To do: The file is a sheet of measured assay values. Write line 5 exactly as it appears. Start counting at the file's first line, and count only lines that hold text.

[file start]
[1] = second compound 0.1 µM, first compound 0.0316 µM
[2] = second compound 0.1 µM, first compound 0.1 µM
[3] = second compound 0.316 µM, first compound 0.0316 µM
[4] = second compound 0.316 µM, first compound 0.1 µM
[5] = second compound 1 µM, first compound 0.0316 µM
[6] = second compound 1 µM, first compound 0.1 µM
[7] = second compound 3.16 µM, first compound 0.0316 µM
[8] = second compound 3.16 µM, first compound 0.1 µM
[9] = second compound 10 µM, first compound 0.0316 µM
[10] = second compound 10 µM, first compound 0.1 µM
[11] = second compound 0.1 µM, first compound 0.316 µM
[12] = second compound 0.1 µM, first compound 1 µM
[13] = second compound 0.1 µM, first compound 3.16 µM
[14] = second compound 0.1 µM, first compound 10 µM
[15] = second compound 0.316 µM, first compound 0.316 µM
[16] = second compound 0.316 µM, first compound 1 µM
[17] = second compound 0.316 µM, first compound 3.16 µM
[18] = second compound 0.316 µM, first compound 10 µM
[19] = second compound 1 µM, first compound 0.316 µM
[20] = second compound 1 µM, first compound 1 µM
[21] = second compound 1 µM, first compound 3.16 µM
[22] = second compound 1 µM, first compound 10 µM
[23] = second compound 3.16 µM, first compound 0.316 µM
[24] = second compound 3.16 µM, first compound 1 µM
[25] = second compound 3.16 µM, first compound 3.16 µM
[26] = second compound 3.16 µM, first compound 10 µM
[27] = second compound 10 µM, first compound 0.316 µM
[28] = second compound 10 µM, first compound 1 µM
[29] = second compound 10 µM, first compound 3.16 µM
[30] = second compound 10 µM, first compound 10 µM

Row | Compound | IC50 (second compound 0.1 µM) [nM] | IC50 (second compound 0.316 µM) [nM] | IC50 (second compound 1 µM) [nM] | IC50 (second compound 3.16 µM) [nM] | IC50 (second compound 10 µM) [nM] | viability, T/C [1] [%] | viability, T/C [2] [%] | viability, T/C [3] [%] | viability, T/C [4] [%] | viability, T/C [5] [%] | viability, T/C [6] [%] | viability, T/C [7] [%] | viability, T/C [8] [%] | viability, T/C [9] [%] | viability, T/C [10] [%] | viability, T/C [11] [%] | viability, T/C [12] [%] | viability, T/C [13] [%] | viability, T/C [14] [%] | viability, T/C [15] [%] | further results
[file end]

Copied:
[5] = second compound 1 µM, first compound 0.0316 µM